A GRAVEYARD could be built over part of a Dublin golf course to address a shortage of space for burials.
Fianna Fail councillor David McGuinness made the suggestion to tackle a severe lack of burial plots in St Margaret's village in North Co Dublin.
Mr McGuinness, a candidate in the forthcoming Dublin West by-election, said it is a "huge" issue in rural parts of the capital, where many existing cemeteries are full.
"The difficulty is that they're all full and there's no land coming on stream to develop new ones," he told the Herald.
Land is available in St Margaret's golf course, near an existing graveyard, which would be suitable for new plots, he added.
Mr McGuinness has proposed Fingal County Council buy the space from the club.
Graves can cost up to €6,000 so the council would make the money back, he pointed out.
In a question tabled for Monday's meeting of the council, Mr McGuinness has asked officials to contact the golf club to ascertain the possibility of buying the land.
He also wants them to speak with the local community to "gauge potential uptake" of the new plots to ensure "this initiative is, at the very least, a cost neutral exercise for the council".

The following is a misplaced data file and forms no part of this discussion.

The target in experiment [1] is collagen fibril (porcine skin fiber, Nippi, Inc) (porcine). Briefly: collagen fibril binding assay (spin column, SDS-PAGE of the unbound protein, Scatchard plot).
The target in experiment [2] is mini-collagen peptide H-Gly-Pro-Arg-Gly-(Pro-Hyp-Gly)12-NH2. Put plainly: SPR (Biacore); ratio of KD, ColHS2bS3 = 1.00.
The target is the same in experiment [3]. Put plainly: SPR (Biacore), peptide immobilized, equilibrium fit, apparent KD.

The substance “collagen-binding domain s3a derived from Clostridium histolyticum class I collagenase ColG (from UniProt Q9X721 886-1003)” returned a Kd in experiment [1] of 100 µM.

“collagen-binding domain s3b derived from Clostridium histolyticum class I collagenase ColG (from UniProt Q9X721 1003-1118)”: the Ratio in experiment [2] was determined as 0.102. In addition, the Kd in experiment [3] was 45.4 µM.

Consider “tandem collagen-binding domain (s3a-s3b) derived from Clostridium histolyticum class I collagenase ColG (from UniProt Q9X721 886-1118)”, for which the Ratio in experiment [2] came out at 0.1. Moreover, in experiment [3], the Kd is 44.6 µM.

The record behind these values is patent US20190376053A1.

Residents in the village have been complaining about the problems with burial space for at least 10 years.
In 2001, Fingal councillors Michael Kennedy and Anne Devitt asked Fingal to report on the amount of spaces available in graveyards in the St Margaret's area.
They stated there was an obvious shortage of spaces for residents and called on officials to "immediately purchase extra land" to provide new plots.
Many areas of Dublin are experiencing similar problems.
It emerged in July that Balbriggan was at least six months away from seeing its new cemetery open, even though only 14 plots were left available in the town's existing graveyard at St Peter and Paul's.
However, Fingal maintained there was enough capacity in the town to meet the demand until the new graveyard opened.
Balbriggan town councillor, Monica Harford had expressed concern about the shortage.